Here’s what it’s like to be in the zone, according to a major champion

Back in 2016, Jimmy Walker was playing some of the best golf of his life. In fact, the pinnacle of his career thus far — his lone major win, the PGA Championship, happened in July of that year.

Walker opened with a round of 65 at Baltusrol to lead the field, and never looked back, following up with rounds of 66, 68 and 67 to ultimately edge Jason Day in a wire-to-wire victory by one stroke.

Walker’s total tally of 14 under par was an impressive one at the famed New Jersey track, and on this week’s episode of Off Course with Claude Harmon, Walker explained what it feels like to play golf in the coveted “zone.”

Jimmy Walker in finish position
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“It’s kinda like — this feeling of calmness comes over you,” Walker said. “But it’s still stressful because you’re trying to do something that’s really hard to do: really go low. It’s about getting out of your way, and staying out of the way, and really embracing the fact that man, I’m hitting it good.

“And there’s really nothing to be afraid of,” he continued. “I’m putting good. Just keeping the pedal down. You’ve got blinders on. You’re like, there’s the fairway, there’s the green, that’s where the flag’s at, and that’s where my ball’s going. I’m gonna get there and I’m gonna make it.”

Walker said positive self-talk is part of it too.

“You get up there like, I’m gonna bury this. And that’s what you have to keep doing,” Walker said. “For people that haven’t ever done it, it’s hard to do. And once you do it, if you ever figure it out — some people never figure it out. It’s a tough, tough deal to keep your head and your brain and your mind and your body going for that long a time. People have spurts. They’ll have nine good holes or 12 good holes. And then it falters. We all do it. The ability to be okay with accepting that something amazing could happen and getting out of the way, there’s something to that.”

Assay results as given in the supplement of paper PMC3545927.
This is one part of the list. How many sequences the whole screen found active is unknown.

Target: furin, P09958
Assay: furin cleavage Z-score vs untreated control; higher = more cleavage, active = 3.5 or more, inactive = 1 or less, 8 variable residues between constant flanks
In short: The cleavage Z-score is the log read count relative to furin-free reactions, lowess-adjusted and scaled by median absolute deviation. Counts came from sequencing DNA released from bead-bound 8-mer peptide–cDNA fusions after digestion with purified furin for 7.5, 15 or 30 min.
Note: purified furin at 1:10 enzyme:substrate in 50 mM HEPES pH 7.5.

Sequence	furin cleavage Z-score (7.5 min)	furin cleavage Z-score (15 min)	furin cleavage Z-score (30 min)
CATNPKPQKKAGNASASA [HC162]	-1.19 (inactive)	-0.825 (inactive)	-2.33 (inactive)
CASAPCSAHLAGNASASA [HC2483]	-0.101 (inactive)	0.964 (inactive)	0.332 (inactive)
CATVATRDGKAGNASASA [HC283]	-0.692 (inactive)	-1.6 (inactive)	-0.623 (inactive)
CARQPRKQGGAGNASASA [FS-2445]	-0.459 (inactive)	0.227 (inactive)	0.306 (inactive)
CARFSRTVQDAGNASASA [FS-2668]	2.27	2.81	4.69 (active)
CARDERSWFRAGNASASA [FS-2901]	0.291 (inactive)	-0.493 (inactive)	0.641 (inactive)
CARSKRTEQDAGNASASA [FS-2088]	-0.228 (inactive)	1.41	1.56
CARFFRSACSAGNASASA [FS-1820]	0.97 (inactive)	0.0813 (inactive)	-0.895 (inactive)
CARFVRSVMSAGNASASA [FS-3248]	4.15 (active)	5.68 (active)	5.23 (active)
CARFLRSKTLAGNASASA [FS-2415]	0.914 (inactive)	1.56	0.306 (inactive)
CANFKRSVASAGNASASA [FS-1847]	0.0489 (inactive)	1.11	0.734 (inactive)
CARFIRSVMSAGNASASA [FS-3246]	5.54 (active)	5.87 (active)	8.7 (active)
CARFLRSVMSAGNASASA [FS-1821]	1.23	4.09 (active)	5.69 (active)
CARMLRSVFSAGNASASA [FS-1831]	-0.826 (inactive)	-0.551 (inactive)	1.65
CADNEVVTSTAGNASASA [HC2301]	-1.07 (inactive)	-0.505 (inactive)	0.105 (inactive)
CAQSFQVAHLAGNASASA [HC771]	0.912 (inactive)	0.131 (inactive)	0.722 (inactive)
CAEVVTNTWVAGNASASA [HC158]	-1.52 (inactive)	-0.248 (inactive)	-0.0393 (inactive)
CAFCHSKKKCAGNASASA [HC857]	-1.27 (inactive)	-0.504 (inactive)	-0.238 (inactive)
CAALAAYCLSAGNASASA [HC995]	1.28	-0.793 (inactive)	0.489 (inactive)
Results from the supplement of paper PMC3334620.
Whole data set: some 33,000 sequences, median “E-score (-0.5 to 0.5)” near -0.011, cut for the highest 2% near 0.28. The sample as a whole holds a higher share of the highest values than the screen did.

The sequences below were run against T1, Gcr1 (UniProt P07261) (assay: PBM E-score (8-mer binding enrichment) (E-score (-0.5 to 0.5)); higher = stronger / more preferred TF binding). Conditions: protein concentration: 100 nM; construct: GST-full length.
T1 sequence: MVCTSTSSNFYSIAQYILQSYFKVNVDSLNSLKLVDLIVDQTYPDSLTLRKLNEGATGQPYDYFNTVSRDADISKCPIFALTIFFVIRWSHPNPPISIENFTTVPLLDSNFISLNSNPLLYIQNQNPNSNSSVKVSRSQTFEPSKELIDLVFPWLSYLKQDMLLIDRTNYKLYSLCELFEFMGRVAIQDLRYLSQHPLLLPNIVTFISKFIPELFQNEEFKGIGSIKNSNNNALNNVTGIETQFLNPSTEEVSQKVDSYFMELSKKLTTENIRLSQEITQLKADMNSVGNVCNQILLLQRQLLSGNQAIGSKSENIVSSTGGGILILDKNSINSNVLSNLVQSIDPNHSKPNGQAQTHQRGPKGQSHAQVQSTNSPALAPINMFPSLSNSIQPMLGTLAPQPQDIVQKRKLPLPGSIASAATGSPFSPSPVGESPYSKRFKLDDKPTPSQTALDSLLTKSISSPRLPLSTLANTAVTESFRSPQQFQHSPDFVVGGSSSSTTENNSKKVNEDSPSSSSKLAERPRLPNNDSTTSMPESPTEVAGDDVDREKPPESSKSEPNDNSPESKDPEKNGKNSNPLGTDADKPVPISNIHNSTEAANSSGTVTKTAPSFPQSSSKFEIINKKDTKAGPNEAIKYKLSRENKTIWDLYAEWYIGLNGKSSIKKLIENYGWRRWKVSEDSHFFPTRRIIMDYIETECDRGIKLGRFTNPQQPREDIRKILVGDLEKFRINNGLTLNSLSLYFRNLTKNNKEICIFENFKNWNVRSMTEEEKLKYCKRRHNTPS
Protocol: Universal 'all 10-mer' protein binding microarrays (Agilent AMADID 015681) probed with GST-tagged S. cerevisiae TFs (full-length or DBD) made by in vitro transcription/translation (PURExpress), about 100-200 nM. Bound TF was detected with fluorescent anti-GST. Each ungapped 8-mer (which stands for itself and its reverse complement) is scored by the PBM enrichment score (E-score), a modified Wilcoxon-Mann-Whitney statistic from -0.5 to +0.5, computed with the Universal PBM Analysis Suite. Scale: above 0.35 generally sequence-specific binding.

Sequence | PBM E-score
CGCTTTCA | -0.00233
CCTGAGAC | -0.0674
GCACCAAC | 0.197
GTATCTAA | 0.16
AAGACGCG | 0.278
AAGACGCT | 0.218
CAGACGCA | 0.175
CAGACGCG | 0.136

Walker said that he felt especially calm at Baltusrol because he was confident he could find the green even if he ended up in the rough off the tee.

“I just had this feeling that it was going to be really hard for me to make a bogey,” Walker said. “It was the most calm — I really haven’t ever had it again, but I just had that feeling that whole week, like, I’m not going to make a bogey.”

For more from Walker, including why, despite his accomplishments, he still feels like an underachiever, and why he thinks the PGA Tour needs an offseason, check out the full interview below. Editor

As a four-year member of Columbia’s inaugural class of female varsity golfers, Jessica can out-birdie everyone on the masthead. She can out-hustle them in the office, too, where she’s primarily responsible for producing both print and online features, and overseeing major special projects, such as GOLF’s inaugural Style Is­sue, which debuted in February 2018. Her origi­nal interview series, “A Round With,” debuted in November of 2015, and appeared in both in the magazine and in video form on